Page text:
A Moment of Science

Tracking the ‘Burbs

It can be fun to look out the window of a plane and see the patterns of buildings, houses, roads, and farms, but are we running out of development-free land?

an aerial shot of baltimore from a plane window

Photo: Intiaz Rahim

If land development continues the way it has, by 2030, urban sprawl in the D.C.- Baltimore area will continue to grow another 80%.

If you look at a map from 30 years ago, and compare it with a map of the same area today, you are likely to see very little undeveloped land.

That’s urban sprawl for you. In another thirty years we’ll just be one big suburb, with strip malls stretching from coast to coast, or will we?

There are ways to change how suburbs and towns grow so that they don’t just spread out of control. For example, Claire Jantz, a geographer at Shippensburg University in Pennsylvania, studies how urban sprawl happens and tries to predict how it will affect the environment in the future.

By using satellite images of the Eastern seaboard, specifically the Washington, D.C.- Baltimore area, to see how land has been developed in the past. Then she feeds that information into a computer model called SLEUTH, which uses the data to help predict how urban sprawl will continue over the next several decades.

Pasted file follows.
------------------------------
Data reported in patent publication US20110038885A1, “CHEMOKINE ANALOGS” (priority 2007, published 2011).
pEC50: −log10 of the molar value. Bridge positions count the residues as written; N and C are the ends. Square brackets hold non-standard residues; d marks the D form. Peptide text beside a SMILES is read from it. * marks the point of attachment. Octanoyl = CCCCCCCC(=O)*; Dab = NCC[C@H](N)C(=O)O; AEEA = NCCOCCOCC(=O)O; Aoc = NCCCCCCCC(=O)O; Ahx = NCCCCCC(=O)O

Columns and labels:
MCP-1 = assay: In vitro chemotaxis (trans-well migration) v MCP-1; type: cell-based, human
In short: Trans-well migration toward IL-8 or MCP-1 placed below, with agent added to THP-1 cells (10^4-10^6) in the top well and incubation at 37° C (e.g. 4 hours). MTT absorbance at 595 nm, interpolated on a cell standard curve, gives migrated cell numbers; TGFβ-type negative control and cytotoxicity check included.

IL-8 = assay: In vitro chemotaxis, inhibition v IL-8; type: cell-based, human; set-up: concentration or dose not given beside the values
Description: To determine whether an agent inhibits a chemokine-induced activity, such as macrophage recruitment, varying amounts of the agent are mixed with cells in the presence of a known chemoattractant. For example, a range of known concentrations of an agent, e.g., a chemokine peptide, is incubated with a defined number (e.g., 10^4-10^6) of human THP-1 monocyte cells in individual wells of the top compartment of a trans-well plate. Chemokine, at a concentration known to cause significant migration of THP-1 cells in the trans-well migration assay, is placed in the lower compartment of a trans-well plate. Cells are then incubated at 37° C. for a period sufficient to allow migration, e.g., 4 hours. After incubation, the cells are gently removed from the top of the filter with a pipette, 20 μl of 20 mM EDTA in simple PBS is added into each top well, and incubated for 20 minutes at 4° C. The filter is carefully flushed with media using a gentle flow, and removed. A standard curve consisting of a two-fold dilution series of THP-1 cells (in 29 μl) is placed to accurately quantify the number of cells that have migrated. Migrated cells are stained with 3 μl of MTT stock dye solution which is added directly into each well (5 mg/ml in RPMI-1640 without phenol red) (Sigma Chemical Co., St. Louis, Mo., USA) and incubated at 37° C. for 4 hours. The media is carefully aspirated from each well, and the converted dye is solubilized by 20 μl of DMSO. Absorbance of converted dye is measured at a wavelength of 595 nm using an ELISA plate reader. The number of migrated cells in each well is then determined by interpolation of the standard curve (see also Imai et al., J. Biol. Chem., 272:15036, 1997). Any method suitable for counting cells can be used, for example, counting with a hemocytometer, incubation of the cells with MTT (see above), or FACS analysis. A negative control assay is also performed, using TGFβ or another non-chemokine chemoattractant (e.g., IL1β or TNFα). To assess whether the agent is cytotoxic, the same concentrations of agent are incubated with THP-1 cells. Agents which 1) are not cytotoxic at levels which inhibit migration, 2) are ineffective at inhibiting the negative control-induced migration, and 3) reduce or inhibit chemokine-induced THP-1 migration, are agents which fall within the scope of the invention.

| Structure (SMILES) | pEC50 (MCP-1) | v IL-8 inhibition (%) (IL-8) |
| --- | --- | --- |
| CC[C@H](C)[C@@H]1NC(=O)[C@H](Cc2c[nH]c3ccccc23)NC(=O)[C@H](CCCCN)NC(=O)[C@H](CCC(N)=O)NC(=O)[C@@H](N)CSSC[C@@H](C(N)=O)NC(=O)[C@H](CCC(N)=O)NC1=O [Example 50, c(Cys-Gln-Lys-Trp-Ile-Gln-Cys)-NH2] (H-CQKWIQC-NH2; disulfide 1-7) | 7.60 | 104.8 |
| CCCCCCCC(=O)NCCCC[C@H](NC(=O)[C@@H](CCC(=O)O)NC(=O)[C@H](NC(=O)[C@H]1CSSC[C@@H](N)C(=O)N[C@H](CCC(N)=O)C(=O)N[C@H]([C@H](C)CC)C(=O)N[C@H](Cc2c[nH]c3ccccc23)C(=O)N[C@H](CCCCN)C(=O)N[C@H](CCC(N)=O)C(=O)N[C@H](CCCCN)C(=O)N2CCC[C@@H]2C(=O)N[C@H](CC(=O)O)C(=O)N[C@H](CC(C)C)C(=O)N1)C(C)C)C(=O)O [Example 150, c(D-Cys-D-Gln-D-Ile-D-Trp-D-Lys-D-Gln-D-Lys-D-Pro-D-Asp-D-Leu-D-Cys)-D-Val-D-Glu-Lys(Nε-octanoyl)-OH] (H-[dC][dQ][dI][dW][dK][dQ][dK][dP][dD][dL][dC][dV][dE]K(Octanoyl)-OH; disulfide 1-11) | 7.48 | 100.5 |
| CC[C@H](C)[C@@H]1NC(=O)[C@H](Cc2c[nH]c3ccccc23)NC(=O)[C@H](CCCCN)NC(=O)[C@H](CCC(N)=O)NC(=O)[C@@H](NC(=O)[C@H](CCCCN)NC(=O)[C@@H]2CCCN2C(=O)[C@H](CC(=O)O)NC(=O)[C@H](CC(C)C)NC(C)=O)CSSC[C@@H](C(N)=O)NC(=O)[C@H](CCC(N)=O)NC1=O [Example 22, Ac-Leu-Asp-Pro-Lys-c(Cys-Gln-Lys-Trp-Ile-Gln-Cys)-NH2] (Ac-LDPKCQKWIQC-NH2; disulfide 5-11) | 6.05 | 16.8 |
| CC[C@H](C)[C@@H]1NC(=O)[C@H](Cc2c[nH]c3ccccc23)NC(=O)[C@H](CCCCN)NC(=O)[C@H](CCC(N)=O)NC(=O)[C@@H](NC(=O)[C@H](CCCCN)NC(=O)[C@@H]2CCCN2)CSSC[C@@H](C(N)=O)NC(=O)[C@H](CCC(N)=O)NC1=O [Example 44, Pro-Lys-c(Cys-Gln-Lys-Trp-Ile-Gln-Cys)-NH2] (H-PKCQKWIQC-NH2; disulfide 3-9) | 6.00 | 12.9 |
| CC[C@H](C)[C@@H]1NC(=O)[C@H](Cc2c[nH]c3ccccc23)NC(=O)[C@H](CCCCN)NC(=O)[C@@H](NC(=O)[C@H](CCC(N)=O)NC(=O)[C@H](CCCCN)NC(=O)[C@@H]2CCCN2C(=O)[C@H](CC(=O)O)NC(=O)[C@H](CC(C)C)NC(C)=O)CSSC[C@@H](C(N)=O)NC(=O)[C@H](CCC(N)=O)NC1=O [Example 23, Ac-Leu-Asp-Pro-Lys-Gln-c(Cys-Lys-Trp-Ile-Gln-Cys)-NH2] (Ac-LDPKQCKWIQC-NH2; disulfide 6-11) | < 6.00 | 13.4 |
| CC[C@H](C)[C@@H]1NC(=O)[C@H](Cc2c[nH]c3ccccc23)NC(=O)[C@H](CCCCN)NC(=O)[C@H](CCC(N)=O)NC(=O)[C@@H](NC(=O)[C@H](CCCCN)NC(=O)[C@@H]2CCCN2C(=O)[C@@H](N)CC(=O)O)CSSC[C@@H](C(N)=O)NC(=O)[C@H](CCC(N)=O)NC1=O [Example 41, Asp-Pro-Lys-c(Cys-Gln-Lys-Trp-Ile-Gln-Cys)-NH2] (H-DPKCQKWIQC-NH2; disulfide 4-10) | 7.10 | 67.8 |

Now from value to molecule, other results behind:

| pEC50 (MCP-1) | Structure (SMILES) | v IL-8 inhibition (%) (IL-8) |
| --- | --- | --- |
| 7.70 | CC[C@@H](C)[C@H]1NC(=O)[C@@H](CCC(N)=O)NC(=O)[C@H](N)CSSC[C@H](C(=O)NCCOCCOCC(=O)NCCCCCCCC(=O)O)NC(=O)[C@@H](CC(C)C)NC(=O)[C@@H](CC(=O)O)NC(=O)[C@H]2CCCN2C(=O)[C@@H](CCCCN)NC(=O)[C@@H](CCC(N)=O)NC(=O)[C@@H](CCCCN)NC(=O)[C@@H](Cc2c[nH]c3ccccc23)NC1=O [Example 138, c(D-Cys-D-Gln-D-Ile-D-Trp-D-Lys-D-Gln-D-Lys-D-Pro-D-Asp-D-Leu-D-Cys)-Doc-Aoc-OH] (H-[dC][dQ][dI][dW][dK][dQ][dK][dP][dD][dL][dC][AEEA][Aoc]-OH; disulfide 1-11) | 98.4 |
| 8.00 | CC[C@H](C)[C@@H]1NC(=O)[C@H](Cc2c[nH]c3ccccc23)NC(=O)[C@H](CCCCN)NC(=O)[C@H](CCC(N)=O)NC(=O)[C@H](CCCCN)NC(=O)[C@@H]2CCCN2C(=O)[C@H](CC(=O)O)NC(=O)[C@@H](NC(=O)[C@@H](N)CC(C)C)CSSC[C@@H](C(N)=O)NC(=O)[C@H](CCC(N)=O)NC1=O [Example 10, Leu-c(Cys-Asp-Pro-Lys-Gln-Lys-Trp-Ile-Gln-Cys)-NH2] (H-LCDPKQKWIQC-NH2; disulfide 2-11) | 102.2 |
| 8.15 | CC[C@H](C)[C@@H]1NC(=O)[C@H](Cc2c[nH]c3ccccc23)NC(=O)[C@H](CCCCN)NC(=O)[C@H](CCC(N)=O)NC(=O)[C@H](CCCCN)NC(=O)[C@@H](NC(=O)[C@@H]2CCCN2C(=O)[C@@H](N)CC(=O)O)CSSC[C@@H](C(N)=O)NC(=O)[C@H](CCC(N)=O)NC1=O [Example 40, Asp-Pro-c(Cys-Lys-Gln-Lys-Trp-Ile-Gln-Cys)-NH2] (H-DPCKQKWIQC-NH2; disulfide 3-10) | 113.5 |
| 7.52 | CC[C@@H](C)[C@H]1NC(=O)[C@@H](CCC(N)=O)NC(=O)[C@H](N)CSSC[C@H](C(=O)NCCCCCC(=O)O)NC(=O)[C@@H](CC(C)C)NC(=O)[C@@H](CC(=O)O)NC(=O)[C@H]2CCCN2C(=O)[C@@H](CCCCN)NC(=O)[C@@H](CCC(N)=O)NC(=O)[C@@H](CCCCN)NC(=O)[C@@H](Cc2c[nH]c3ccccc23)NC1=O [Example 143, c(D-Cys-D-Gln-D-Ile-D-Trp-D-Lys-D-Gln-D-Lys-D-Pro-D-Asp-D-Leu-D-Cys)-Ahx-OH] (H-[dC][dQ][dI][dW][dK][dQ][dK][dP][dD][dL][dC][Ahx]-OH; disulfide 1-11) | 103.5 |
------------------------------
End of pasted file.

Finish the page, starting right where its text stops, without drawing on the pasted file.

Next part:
If land development continues the way it has, by 2030, urban sprawl in the D.C.- Baltimore area will continue to grow another 80%.

The cool thing about SLEUTH is that it doesn’t only predict what will happen. You can also use it to envision alternative futures, like if different land use policies are put in place to cut down on sprawl. Professor Jantz has shown that, with the right planning, urban sprawl could be better regulated in the future.

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